Presentation_Position paper of organic breeders in Europe

10: Revolving Doors and Conflict Interests

According to recent events like Mrs Banati’case joining ILSI after been obliged to leave heading board of directors in EFSA,, industry's advisory groups are dominated by corporate representatives. Industry experts and corporate lobbyists have effectively captured key areas of policy advice within the European Commission especially about GMO’s issues in EFSA and DG Sanco. To exchange about state of play, need of transparency, construction of decision policy and an EU common level framework in interest conflicts, join us at 6

Moderators: Michel Dupont (Greens/EFA group), Nina Holland (Corporate Europe Observatory)

11: Cisgenesis and other 'new' GE technologies

What is so new about the New Plant Breeding Technologies such as cisgenesis, zink finger nuclease and all the other GE techniques? Currently industries are developing those technics to avoid GMO legislation and policymakers are assessing if the risk analysis for GMO's should be lifted for these techniques, but what are the risks? What would the effects be for the freedom of choice for European farmers and consumers who want to remain free from GE? What would be the intellectual property rights regime associated to those technics ? Can civil society keep on opposing each of those technics as it did with transgenesis ? In this workshop we go in to the specific technologies, EU environmental and food safety regulations and the corporate control over our foods and seeds. Prepare for some scientific insights but also what you can do about it."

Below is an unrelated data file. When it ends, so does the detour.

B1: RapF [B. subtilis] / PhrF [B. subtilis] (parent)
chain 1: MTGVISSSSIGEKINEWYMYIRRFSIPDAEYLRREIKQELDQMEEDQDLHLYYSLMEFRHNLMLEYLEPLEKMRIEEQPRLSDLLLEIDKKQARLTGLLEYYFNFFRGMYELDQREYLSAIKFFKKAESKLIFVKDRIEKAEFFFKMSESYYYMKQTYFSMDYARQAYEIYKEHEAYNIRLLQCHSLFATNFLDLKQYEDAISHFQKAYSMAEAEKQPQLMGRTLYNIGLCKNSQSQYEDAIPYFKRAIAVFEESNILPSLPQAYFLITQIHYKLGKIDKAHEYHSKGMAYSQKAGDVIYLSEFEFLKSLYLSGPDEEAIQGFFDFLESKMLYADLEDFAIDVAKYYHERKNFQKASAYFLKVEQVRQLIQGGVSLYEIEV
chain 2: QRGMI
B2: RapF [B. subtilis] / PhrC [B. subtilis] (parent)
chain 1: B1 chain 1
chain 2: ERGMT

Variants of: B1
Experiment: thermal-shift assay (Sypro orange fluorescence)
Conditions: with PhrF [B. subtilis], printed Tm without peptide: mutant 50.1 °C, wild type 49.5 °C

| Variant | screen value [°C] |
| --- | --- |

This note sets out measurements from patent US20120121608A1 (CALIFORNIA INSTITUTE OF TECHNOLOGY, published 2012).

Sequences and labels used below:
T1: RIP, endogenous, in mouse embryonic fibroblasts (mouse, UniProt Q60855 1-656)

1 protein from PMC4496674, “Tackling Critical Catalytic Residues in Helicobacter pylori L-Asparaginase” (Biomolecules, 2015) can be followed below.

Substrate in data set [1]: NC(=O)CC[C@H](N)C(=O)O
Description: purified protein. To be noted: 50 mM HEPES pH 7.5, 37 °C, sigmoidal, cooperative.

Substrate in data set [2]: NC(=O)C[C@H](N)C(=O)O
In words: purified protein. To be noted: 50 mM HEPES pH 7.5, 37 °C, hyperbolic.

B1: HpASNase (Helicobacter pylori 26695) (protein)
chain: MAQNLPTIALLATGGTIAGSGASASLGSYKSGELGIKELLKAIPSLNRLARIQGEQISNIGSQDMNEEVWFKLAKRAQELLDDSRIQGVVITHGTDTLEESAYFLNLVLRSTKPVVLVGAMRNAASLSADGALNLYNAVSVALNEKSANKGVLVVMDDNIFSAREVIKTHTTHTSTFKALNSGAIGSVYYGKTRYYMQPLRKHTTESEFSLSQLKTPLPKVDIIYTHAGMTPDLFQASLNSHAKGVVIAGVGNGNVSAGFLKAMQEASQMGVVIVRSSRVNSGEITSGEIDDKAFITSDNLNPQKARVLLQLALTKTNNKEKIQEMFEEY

Moderators: Herman van Bekkem (Greenpeace), Eric Meunier (Inf'OGM)

Presentation_Eric Meunier

16:00-19:00 Countries beyond Europe

12: What’s going on in North America?

This workshop will provide a summary view of recent developments in the explosion of superweeds and increased chemical use associated with GM crops, U.S. Legislation (including the "Monsanto" riders to the Farm Bill and Agriculture Appropriations Bill), GMO labeling initiatives, legal challenges, and regulatory policies. It will also touch upon seed consolidation and industry strategy during this politically volatile period as twenty new GM crops are awaiting USDA approval—including 2, 4D-resistant and dicamba-resistant soybeans.

Related link: Yes on Prop 37

Moderators: Debbie Barker (Center for Food Safety), Kim Dault (CA Label GMOs Ballot Initiative Campaign)

13: GM crops- the real story from India and China

Together China and India form the largest producers and consumer of all the major crops in the world. The Agricultural policies in these countries have overarching impacts across the globe. Hence it is important to know what is happening with GM crops in China and India. Bt cotton, the only crop which is permitted for commercial cultivation in India, was approved in March 2002. We will trace the history of Bt cotton and also present a macro analysis of the agronomic aspects [yields, pesticide usage and input costs] in the last 10 years of Bt cotton. The debate around GM crops in India was the loudest around the approval process of Bt Brinjal. We will talk about the different aspects of this debate and the how the final outcome of an indefinite moratorium on Bt Brinjal happened. We will also bring forth the latest debate on regulatory system for GMOs in India. Plus a brief overview of the GM crop scenario in China with specific focus on GM rice.